The following is one of the Private Eye parodies I do for my main blog about the business of showbiz
, and thought I'd post it here too. Enjoy.
It was a quiet day in my humble little office wedged between the Happy Ending Massage Parlour, and Big Dick's Discount Double Entendre Warehouse. Christmas was right around the corner and I had to get a new tree for the office because the one I had been using got mocked by Charlie Brown. The little bald bastard.
I had just finished putting my meagre little electric star on top of my new metallic artificial tree made from recycled celebrity owned and never driven Prius automobiles when there was a rap on my door.
It was NWA and they were wassailing for the season in their own unique foul mouthed kind of way. I gave them each a handful of candy and shortly after they left I realized that it was not Halloween, and that "Fuck Tha Police" is not a Christmas carol.
Then someone else knocked on my door. I picked up my trusty Louisville slugger to do my own version of a rap, when I realized that my visitor was a ghost.
"Bob Marley!" I exclaimed, "Isn't this a rather predictable joke?"
"Yeah mon," said the ghost of the Reggae legend, "I'm stuck being the go-to guy for sub-standard Christmas Carol parodies."
"Why am I getting visited?" I asked. "I have no trouble with my Christmas spirit!"
"Weren't you just about to give someone's noggin a floggin' with that bat?"
"I have a strange sense of gift giving," I answered.
"I'm not here about your Christmas spirit," said Marley, "I'm actually here to hire you for a case."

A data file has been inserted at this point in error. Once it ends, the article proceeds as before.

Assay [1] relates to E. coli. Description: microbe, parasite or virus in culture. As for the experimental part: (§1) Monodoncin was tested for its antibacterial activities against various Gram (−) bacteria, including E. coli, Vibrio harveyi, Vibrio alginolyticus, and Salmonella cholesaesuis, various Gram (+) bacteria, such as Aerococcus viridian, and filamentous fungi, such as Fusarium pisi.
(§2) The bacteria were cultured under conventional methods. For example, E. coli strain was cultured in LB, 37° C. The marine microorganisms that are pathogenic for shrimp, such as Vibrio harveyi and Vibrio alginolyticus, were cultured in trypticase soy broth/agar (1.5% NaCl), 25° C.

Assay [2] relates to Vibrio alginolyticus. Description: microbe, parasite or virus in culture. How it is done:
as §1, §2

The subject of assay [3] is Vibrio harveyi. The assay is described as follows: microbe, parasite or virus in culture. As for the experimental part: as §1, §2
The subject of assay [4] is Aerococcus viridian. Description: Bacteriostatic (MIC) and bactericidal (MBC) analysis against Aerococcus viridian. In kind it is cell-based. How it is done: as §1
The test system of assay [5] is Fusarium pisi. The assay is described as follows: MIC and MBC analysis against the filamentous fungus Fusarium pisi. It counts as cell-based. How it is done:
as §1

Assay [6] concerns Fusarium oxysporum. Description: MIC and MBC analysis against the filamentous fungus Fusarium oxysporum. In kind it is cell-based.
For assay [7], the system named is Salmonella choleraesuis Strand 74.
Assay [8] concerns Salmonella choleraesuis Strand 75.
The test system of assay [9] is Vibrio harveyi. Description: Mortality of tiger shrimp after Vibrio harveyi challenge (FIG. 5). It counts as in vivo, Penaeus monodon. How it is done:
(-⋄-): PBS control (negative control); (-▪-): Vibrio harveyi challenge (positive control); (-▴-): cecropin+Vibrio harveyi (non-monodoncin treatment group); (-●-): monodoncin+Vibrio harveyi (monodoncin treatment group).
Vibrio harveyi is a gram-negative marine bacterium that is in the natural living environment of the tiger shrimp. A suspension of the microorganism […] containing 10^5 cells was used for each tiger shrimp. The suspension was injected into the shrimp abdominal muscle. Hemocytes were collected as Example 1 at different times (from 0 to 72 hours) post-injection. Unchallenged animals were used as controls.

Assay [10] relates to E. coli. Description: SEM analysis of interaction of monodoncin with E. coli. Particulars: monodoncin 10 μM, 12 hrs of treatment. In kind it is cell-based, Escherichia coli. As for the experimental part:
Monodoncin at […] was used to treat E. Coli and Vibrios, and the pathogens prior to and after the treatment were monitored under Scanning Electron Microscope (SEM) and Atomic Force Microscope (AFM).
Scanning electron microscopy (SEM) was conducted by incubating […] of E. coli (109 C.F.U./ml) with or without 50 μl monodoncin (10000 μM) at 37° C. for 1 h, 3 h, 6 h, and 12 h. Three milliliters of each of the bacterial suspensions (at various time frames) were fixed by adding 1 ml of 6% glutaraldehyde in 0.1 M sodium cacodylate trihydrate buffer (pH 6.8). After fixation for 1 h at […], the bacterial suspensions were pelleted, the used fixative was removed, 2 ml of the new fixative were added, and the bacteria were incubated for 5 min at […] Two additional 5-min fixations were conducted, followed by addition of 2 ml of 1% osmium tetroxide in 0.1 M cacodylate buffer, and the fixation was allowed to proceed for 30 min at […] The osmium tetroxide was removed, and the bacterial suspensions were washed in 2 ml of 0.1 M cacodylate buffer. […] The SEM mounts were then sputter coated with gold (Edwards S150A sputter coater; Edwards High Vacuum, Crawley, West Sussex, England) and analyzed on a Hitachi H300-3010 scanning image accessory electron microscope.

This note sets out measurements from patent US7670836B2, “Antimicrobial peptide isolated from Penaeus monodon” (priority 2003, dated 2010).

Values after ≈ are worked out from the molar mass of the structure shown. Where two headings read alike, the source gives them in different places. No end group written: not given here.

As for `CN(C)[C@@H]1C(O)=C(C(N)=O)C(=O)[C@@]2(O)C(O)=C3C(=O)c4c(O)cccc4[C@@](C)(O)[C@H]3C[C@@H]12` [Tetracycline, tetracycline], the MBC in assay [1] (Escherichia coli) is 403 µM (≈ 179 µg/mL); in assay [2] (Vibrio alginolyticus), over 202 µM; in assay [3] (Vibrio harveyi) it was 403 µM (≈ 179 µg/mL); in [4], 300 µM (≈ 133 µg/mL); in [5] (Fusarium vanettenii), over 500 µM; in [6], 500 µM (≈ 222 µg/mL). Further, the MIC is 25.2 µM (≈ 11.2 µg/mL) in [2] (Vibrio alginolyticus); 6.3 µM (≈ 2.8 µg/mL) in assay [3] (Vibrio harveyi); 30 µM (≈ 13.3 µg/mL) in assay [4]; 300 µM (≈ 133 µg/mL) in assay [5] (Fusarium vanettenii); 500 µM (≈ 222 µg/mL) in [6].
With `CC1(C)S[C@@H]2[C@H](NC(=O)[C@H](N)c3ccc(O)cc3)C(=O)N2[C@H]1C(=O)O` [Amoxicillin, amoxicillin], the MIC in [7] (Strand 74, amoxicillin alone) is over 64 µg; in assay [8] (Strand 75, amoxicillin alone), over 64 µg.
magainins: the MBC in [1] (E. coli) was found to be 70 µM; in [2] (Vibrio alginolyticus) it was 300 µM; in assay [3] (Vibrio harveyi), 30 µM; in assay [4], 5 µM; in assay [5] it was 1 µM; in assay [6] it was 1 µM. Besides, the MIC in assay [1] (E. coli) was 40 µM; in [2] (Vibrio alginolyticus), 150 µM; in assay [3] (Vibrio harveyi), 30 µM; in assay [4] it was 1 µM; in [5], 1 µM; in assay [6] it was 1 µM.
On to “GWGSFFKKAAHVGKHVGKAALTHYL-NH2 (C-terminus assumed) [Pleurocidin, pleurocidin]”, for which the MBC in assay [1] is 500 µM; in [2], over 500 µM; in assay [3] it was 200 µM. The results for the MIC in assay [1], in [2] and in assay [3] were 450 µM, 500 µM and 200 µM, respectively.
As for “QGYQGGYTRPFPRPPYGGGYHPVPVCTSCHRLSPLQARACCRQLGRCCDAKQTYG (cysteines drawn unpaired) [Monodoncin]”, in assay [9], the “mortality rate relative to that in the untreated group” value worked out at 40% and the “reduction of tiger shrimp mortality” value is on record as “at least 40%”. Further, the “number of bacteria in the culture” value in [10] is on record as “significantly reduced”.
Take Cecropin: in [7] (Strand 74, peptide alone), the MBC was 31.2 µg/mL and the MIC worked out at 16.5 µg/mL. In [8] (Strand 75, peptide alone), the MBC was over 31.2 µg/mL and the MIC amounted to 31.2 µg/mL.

"I need cash up front from the dead," I responded. Marley grumbled, took out his wallet and fished my retainer out, took a second to wonder why an old piece of dental gear was in his wallet, and then got out the cash.
"Here's your money," said Marley, "now I need you to help me solve a crime."
"Just show me where it is," I said.
"It's not the where you have to worry about," replied Marley, "but the when!"
"Time travel costs extra."
Marley grumbled and fished another couple of bills and put them in my hand.
"You're very expensive," he said.
"With Pellicano in prison I'm the only P.I. left," I said. "Goes to show that spying on everyone was a really stupid idea."
"I heard that!" said Pellicano from the other side of his wiretap.
"Let's go," I said. Then everything got wavy and I soon found myself flying through a field of psychedelic colours, as clocks, and snippets from TV shows and movies remembered by Baby Boomers flew by.
After that wave of cliches I found myself back in my office. A thick layer of dust lay over everything, but that wasn't particularly unusual.
"Okay," I said, "where are we?"
"Don't you mean when?"
"Just because you're a ghost doesn't make you immune from a little of my Christmas cheer," I replied.
"Okay," replied Marley, "you are exactly eight years into the future, the year 2016."